Make & mend roundup
Halfway through the Fashion on the Ration year, only 22 of my original 66 coupons remain. I’ve had to buckle down to some serious make & mend to eke out my wardrobe. It’s included a lot of the usual jeans-to-cutoffs stuff that doesn’t merit a blog post, but here are some other highlights.
Most of the garments in my Please Try Harder drawer have needed little more than refreshing and reshaping to bring them back into play. This green cardigan started life as a soft and lovely but rather frumpy thrifted Brora sweater — round-necked, demure and with a bow under the chin. Sweet on somebody, but not on me.
I unpicked the bow, slit the sweater up the front and cardiganized it — stitched a length of ribbon to each cut edge, turned it to the wrong side and worked buttons and buttonholes through center front and ribbon. It’s a fast and easy conversion, but it does require some nerve to take a pair of shears to cashmere. I also reshaped the side seams to be more figure-hugging, as Brora sweaters tend to have a mumsy silhouette. This is a mod I perform on most of my sweaters now — all it takes is a simple straight stitch with a ballpoint needle, and you’ve instantly got a much more nipped-in and flattering shape.
Then there was the beach cover-up I bought from Zara in 2004 and the monstrously unflattering ankle-length linen pants I bought from the Gap in 2006. I lopped several inches off the hems of both, shortened and elasticized the shirt sleeves, reshaped the pant legs and accessorized. Total garments bought: 0. Totally new outfit: 1. Valid grounds for a little smugness.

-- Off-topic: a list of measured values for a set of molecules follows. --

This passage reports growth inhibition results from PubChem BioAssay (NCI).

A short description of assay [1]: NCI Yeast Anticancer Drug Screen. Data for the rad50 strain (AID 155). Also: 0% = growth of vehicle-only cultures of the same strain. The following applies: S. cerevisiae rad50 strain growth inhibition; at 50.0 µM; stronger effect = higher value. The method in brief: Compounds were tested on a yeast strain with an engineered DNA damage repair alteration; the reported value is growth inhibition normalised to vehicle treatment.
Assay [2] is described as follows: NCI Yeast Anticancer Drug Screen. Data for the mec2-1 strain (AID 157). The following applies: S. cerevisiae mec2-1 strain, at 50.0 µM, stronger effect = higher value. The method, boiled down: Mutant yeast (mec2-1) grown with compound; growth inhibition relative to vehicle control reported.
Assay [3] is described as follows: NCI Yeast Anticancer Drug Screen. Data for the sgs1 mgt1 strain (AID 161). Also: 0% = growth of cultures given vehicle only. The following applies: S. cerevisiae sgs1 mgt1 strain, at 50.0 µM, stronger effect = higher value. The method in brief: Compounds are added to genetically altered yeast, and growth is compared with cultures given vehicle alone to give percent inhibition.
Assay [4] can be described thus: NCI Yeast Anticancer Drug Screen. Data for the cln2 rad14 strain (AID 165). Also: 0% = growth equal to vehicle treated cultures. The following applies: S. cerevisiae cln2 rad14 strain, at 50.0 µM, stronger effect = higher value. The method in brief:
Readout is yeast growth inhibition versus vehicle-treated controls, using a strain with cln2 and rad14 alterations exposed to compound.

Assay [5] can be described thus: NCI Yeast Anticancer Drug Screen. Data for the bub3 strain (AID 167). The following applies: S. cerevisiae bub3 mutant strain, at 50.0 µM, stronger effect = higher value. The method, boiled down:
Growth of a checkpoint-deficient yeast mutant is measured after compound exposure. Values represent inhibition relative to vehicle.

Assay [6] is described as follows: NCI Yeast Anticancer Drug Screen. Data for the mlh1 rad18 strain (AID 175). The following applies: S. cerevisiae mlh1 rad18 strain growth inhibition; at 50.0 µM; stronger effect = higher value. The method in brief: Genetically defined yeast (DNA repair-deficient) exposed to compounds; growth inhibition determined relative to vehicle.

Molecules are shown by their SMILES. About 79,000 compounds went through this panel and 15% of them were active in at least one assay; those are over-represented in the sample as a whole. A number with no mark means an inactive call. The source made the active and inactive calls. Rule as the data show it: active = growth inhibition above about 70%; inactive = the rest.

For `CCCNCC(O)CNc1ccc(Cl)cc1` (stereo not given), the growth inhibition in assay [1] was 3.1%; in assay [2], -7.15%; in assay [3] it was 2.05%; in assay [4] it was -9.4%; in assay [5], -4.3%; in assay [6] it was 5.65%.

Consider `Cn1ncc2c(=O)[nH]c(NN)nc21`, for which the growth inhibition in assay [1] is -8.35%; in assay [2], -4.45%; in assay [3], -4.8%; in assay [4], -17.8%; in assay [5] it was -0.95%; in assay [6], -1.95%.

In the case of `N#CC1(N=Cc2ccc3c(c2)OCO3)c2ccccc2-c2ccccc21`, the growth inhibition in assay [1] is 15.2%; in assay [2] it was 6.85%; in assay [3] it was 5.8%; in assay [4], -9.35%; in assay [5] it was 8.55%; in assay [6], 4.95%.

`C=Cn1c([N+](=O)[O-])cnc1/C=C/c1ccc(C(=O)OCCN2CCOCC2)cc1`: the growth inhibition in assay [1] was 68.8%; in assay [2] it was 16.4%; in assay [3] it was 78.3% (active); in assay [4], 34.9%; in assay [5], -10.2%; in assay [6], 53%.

Next on my list: my new skinny jeans demanded a voluminous top. The Japanese are particularly good at this — until I got my hands on my first Japanese pattern book recently, I had no idea “loose” didn’t have to mean “shapeless”. I decided to convert one of James’s old shirts to a Japanese-inspired smock top.
I embarked on this project freehand. After all, I’ve screwed up the classic man’s-shirt-to-woman’s-blouse project enough times with a pattern to feel I could hardly do worse without one. I removed the sleeves, unpicked the fronts and back from the yoke, cut the yoke narrower to fit my shoulders and then reattached the fronts and back, adding some red piping and dart tucks over the bust and at center back to fit them to the new smaller yoke.
My modifications had made the armscyes smaller, so I redrew the sleeve caps more or less freehand, without ease, and stitched them on. This is against all the rules, including mine, but seems to have worked okay; I’m not sure what the moral is here, unless it’s “Don’t sweat the sleeve caps.” Then I cut a new neckline and finished it with bias binding folded to the inside, put on some new buttons, hemmed everything up and voilà! It really was that easy, mostly thanks to the shirt’s check print. I highly recommend using stripes or checks — it’s like having graph paper to guide you all the way. Cutting, pressing, tucking and seaming can all be done with mathematical precision.
In our next installment: dresses from things that weren’t meant to be dresses!